Business Policemen behind the Blue Veil of Silence: Determinants of Centrality and Law Enforcement Outcomes in Corrupt Elite Networks
Public sector corruption is a large ‘industry’ generating annually about US $1 trillion dollars in bribes (World Bank 2004). For ‘corruption enterprises’ to be financially successful despite institutional change, they must possess an intelligently-designed production technology organized around talented leaders able to recruit capable, trustworthy criminal minds effectively blocking any anti-corruption investigations and reforms. However, criminal networks face a trade-off between secrecy and efficiency (Morselli 2009; Crossley et al. 2012). More central players have more associates, are involved in more criminal activities, and thus are more visible. Therefore, an actor’s location in a criminal network should influence the likelihood of penalties (Baker and Faulkner 1993). Different crime cultures exhibit different modus-operandi, and social structure (Morselli 2009). Elite corruption differs from ordinary (serious and organized) crime (Gambetta 2000; Varese 2000; Lauchs and Stains 2012). Corrupt top policemen, having a monopoly over violence and coercion and operating within a paramilitary bureaucracy, have different incentives to form ties from ideology-driven terrorists, politically-motivated mafiosi, or profit-seeking criminals.
Given the understudied field of organized elite police corruption and its deleterious consequences for socioeconomic development (Ivkovic 2005; Johnston 2005) and (inter)national security (Gerber and Mendelson 2008), this study seeks to understand: ‘Why are certain actors more central than others?’, and ‘How does an actor’s point centrality in a corrupt network affect the probability of law enforcement outcomes (allegation, arrest, verdict, and sentence), murder (death sentence or gun-justice), and whistleblowing (whistleblower or supergrass)?’ To address these questions, we draw upon organizational, organized crime and covert networks theories and use documentary and archival data to reconstruct the actual cooperation networks involved in high-profile police corruption in Australia, Bulgaria, Canada, China, Russia, the United Kingdom, and the United States.
Although aspects of 'covert,' 'conspiracy,' 'clandestine,' 'shadow,' 'underground,' 'illegal' or 'dark' networks have been studied by organizational criminologists and network analysts (e.g., Morselli 2009; Xu and Chen 2010), the elite corruption’s structure, leadership characteristics, and effect on outcomes have remained virtually unexplored (Launch et al. 2011, 2012). Moreover, there is a lack of comparative ‘networked’ corruption research. The study of organized, high-level corruption is important for both theory and policy. We contribute to secret societies, covert networks, organized crime, and organizational theories by studying elite illegal networks comprising public servants and their clients. Identifying the socioeconomic characteristics of highly successful corruption entrepreneurs, and exploring the web of their hidden interactions, may allow us to design better anti-corruption policies. Last but not least, our study explores the extent to which theories based on legal, secret or criminal networks are generalizable to corruption.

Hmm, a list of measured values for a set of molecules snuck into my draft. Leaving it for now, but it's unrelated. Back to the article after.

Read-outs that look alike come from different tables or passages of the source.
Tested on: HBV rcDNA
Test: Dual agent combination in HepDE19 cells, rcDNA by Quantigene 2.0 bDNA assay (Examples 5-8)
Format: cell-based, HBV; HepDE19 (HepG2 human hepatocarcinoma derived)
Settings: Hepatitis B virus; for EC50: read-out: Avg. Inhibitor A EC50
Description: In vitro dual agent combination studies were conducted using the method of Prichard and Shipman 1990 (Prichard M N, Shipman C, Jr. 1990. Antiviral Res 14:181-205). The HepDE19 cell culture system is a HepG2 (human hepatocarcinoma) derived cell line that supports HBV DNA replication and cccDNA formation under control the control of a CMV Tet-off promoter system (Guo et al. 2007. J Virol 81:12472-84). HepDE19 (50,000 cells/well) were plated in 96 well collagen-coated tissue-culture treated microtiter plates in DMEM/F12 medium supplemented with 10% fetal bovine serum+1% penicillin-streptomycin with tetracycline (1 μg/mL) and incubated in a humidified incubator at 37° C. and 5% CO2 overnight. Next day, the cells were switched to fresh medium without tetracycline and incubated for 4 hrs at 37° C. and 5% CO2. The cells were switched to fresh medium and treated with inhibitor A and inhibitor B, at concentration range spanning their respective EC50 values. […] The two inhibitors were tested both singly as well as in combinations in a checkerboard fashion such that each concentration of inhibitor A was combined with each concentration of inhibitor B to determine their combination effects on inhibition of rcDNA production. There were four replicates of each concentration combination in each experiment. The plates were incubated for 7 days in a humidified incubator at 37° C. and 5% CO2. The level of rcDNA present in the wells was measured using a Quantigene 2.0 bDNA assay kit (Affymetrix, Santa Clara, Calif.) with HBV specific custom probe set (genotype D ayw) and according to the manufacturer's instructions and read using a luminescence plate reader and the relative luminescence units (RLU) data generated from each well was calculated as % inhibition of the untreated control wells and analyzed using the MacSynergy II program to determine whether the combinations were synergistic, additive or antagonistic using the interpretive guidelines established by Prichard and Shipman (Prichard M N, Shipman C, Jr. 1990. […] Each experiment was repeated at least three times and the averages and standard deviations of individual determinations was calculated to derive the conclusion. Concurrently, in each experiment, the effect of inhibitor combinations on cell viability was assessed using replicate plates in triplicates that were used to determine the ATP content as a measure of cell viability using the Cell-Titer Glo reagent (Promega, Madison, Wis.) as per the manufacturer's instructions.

We applied theoretical sampling (Eisenhardt and Graebner 2007) selecting welldocumented, high-level, organized police corruption with the different main corrupt activities in different nation-states. Our corrupt police networks include: the Australian ‘First Joke’ (1959-1974), the Bulgarian Prime Minister Boyko Borisov’s corrupt network (1990s-2015), the Canadian ‘Ontario Provincial Police Union Scandal’ (2015), the Russian Chayka Family (2016), the British ‘Groovy Gang’ (1990s-2000) and ‘Operation Nightshade’ (1993), the U.S. ‘L.A.P.D. Rampart Scandal’ (1990s-1998), and the Chinese ex-security chief Zhou Yongkang’s guanxi (1998-2012).
We hypothesize that actors of higher socioeconomic status, criminal reputation and the ability to uphold the secret code, will be perceived more valuable, trustworthy partners in crime, will attract more criminal associates, and thus will be more central. We suggest that former members of political or secret organizations, having greater symbolic and social capital (Bourdieu 1997), are more likely to be sought as brokers between the police and (il)legitimate networks or organizations. We expect that males and particularly close family members, being considered more trustworthy in the uncertain criminal world (Abadinsky 2007), will be part of the boss’s inner circle. We predict that more central actors, having greater involvement in corrupt activities, will face stiffer criminal sentencing. Brokers and middle managers, possessing sensitive information and experiencing greater performance pressure, will be more likely to be lobbied by the police and become informants. However, the latter are also most likely to be murdered by the corruption boss. Lastly, we hypothesize that top officials, being able to better buffer themselves, will receive more lenient criminal sentencing.